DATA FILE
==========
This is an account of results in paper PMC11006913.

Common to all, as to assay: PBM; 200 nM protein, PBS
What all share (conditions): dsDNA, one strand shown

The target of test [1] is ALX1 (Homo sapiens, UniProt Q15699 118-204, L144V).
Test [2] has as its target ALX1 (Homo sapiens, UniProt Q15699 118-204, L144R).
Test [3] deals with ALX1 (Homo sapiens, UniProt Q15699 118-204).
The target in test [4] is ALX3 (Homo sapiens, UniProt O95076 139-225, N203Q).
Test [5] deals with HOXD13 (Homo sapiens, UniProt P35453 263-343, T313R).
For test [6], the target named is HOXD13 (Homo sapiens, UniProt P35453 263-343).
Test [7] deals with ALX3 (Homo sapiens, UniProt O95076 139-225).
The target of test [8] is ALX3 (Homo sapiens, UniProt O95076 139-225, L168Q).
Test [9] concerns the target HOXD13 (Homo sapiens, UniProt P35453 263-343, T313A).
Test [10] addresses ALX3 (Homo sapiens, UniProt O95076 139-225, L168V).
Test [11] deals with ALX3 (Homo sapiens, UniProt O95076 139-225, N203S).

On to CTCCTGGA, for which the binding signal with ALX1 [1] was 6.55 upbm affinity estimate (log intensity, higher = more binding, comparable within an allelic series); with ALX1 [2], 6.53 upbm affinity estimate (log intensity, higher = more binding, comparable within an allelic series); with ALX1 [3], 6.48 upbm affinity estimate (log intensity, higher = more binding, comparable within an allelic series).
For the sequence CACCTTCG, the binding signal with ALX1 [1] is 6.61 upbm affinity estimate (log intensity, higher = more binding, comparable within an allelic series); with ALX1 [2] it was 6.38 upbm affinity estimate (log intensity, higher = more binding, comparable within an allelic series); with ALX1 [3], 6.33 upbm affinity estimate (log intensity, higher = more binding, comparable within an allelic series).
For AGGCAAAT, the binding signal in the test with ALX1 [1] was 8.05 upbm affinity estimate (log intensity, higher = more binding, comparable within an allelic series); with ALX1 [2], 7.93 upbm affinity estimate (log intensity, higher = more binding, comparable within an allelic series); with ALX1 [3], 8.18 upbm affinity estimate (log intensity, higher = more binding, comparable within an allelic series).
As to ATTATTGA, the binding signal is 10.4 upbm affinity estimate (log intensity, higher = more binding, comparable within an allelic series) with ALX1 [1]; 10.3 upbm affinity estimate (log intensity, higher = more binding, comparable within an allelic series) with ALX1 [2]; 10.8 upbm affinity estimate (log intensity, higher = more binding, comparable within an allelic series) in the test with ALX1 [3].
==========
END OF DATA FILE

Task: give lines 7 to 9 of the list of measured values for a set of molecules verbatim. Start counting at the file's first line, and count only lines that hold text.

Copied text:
The target in test [4] is ALX3 (Homo sapiens, UniProt O95076 139-225, N203Q).
Test [5] deals with HOXD13 (Homo sapiens, UniProt P35453 263-343, T313R).
For test [6], the target named is HOXD13 (Homo sapiens, UniProt P35453 263-343).